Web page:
Fire Cloud...
An irregular marking on the exterior of Native American pottery: usually resulting from burning fuel coming in direct contact with the vessel during firing

Friday, 3 March 2006

Off to a Wet Start

Edisto River, South Carolina

We spent the winter in our Florida home. We cleaned it up, repaired all signs of hurricane damage and tossed the keys to our real estate agent on the way out. We set an unreasonably high price, about 16 times what we paid when we moved in. We expect to hit Big Bend, Las Vegas, the redwoods, Mt St Helens, the Scablands, Glacier and The Tetons on the way.



Our 4:30 AM Sunday departure from Florida is carefully planned to coincide exactly with the weekly activation of the automatic sprinkler system. I hear soft curses from my faithful companion who has decided to give one last hand-watering to her new flowers. She is standing in the pre-dawn darkness with her back to a sprinkler head when it goes off. I have to retrieve a key for the back gate from the top of another sprinkler head where I thoughtfully left it for the lawn people. We dry out before we hit the Georgia state line.

We camp in a run-down RV park in South Carolina. We stop early to read. I'm anxious to read the new Harry Turtledove Homeward Bound book and see what happens in book eight when the human 'big uglies' carry the war back to Tau Ceti. You need to read these in order, starting in 1942, when The Race interrupted WWII by taking on all sides. It is not much of a plot spoiler to let you know that Dr Henry Kissinger, chief negotiator, died in Cold Sleep on the 60 year trip.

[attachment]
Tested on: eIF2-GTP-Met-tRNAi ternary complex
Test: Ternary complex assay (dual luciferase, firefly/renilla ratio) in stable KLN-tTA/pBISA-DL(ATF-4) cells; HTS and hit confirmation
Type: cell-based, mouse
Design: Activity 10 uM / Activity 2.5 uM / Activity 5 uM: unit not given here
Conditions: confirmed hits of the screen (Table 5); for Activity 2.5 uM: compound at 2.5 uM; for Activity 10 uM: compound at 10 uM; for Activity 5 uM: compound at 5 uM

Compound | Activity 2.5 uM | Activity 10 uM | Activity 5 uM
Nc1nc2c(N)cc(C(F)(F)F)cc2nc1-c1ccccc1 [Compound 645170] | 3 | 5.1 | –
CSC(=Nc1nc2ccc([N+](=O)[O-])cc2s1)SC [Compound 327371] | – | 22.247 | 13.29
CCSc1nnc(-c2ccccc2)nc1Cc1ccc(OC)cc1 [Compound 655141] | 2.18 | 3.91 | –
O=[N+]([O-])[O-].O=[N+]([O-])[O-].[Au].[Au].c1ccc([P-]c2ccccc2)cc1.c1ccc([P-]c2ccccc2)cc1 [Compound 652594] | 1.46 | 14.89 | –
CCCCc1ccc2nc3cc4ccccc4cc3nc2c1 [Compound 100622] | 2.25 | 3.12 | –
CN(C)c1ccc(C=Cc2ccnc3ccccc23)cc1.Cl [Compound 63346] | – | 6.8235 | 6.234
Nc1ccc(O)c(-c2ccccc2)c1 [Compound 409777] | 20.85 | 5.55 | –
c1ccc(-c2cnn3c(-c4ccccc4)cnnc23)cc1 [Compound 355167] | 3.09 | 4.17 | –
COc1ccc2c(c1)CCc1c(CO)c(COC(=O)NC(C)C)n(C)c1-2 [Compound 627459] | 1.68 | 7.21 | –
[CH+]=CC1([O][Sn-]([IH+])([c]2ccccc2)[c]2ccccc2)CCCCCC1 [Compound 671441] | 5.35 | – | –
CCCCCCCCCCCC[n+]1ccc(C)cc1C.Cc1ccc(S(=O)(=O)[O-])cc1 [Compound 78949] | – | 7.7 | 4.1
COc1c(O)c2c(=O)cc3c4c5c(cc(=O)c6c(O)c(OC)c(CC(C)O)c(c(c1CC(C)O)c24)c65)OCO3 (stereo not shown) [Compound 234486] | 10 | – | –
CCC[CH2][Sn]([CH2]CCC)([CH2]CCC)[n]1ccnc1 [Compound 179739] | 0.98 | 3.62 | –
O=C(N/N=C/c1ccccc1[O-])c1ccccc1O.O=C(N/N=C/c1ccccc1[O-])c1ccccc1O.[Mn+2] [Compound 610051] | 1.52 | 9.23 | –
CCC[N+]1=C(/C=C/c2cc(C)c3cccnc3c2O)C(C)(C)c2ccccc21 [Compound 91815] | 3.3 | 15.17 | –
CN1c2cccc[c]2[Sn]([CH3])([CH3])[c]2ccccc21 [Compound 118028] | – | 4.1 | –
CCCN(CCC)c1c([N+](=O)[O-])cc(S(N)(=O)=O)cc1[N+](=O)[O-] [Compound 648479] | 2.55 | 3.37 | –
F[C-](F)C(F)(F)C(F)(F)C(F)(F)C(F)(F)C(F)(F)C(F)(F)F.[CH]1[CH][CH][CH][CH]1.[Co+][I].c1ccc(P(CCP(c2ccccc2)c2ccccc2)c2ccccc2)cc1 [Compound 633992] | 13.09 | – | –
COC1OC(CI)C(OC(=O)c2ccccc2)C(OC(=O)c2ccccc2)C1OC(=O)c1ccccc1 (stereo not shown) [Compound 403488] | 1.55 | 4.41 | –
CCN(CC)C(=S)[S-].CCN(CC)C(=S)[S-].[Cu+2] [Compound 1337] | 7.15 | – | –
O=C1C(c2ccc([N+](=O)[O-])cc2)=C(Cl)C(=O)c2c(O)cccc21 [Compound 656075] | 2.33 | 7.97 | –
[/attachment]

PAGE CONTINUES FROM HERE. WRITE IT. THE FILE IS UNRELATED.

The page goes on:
We are just across the road from Colleton State Park. It's on the Edisto River, one of the longest blackwater rivers in South Carolina. There is a 50-mile, 12-hour canoe float down river to here. There was once a ferry to Charleston that launched at this location. Charleston is 50 miles distant on the river in the other direction. There are alligators, water snakes, heron, egrets, live oaks, bald cypress and Spanish moss.

I Google South Carolina State Parks and realize that one could easily spend several months just exploring its dozens of parks.

A blackwater river is very acidic. Usually the water has very little dissolved minerals and they are nearly sterile. The dark water colour comes from dissolved tannins from decaying leaves. Visibility is often very good, nearly 30 feet. The water here has been compared to slightly contaminated distilled water. The water chemistry inhibits the proliferation of insect larvae so these types of southern rivers tend to be much less 'buggy'. This would be a good place to explore by SCUBA.


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